271 F2d 795 Revlon Inc v. R H Buchanan
271 F.2d 795
REVLON, INC., Appellant,
Mrs. R. H. BUCHANAN, Appellee.
United States Court of Appeals Fifth Circuit.
November 24, 1959.
Ben Weinberg, Jr., James M. Roberts, T. J. Long, Atlanta, Ga., for appellant.
Newell Edenfield, Atlanta, Ga., for appellee.
Before HUTCHESON, CAMERON and JONES, Circuit Judges.
CAMERON, Circuit Judge.
The main question presented by this appeal is whether there was sufficient evidence to justify the lower court in submitting to the jury the question of the liability of appellant Revlon for the injuries suffered by appellee, plaintiff below, from the "explosion" of a bottle of deodorant lotion manufactured by appellant. The charge of the trial court is not brought before us and we therefore indulge the presumption that the court correctly instructed the jury as to all questions of law raised by the pleadings.
Plaintiff was injured when a bottle of deodorant, manufactured by Revlon and purchased by plaintiff from a retail dealer about three weeks before, "exploded" when she was squeezing it gently and examining it to ascertain why none of the lotion would come out when she applied the usual pressure. She testified that the plug in the end of the bottle was expelled with great force and that it disintegrated into fragments, and that some of the lotion and some solid objects struck her eyes. She was attended by four doctors and was disabled for quite a period of time, and Revlon does not contend that the verdict of $3,000 returned by the jury was not justified by the evidence of injury.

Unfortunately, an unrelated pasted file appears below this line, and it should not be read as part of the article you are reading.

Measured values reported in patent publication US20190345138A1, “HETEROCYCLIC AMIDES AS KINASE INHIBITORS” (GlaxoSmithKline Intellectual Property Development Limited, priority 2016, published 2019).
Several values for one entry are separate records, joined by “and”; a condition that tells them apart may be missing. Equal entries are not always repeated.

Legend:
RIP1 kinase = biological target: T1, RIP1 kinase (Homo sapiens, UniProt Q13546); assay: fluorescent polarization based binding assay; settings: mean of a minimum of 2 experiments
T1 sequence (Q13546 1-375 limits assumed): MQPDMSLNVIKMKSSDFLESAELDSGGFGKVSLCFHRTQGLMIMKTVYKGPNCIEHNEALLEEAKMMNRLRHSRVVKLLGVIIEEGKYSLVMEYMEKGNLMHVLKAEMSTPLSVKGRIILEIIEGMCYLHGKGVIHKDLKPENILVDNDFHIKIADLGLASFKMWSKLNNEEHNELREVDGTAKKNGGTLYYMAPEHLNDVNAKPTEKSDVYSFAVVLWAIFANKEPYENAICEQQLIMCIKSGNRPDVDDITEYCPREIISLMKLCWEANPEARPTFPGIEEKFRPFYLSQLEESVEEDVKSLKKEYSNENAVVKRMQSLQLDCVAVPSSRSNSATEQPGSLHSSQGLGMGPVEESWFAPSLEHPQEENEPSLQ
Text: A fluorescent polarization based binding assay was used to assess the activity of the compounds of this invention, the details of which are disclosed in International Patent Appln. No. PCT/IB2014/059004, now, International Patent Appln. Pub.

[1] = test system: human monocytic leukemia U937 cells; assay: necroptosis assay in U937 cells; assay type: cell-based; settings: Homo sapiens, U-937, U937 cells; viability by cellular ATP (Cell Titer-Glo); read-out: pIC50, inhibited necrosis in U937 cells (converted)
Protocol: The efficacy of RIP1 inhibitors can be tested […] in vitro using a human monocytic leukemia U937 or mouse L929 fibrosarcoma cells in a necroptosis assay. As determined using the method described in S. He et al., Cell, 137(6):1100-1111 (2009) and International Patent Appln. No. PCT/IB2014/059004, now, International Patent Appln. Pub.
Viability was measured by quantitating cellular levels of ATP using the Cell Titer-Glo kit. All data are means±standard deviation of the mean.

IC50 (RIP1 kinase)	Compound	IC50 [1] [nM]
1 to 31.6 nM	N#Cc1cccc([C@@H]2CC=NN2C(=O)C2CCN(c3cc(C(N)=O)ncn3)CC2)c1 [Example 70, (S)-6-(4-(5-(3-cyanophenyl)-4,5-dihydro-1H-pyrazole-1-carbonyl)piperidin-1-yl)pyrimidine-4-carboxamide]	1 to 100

She placed on the stand an expert whose testimony evidently believed by the jury, warranted the conclusion that the preparation was offered to the public in a container having a plug or stopper which, when the small hole in its center would become clogged by the coagulation of its contents, would be likely to be expelled with great force by the pressure which would ordinarily be exerted in an effort to use the preparation. The testimony of the expert was based in part upon his analysis and study, by the use of suitable instruments, of some of the pieces or fragments of the plug or stopper, which plaintiff testified blew out of the end of the polyethylene bottle.
Revlon placed its experts upon the stand and they, too, based their testimony tending to exonerate Revlon, to some extent, upon their examination of these pieces or fragments. The admissibility of the fragments into evidence and the weight of the testimony by which they were identified constitute the main thrust of Revlon's argument for reversal, although it assigns a number of errors alleged to have been committed by the court below.1